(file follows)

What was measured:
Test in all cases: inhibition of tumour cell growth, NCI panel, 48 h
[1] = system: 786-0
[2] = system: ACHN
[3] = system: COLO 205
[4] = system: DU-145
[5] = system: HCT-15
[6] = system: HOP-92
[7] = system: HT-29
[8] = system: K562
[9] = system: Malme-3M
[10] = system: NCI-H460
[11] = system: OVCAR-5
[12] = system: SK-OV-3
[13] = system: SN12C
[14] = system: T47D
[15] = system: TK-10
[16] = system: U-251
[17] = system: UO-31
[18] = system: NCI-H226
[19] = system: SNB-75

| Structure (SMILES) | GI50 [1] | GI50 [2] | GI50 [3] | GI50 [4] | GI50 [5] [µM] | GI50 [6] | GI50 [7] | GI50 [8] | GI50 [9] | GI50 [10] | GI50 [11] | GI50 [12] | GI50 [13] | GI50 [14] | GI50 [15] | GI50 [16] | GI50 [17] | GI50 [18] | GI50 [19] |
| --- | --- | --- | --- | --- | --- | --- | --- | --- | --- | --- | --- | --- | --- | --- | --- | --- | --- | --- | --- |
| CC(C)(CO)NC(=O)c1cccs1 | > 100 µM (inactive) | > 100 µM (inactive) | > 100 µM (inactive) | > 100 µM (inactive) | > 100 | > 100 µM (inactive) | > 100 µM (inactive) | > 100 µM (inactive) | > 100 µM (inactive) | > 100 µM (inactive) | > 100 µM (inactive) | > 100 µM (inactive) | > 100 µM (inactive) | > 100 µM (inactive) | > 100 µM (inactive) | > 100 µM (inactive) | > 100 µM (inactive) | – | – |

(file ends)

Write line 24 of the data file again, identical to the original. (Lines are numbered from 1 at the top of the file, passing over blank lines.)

| CC(C)(CO)NC(=O)c1cccs1 | > 100 µM (inactive) | > 100 µM (inactive) | > 100 µM (inactive) | > 100 µM (inactive) | > 100 | > 100 µM (inactive) | > 100 µM (inactive) | > 100 µM (inactive) | > 100 µM (inactive) | > 100 µM (inactive) | > 100 µM (inactive) | > 100 µM (inactive) | > 100 µM (inactive) | > 100 µM (inactive) | > 100 µM (inactive) | > 100 µM (inactive) | > 100 µM (inactive) | – | – |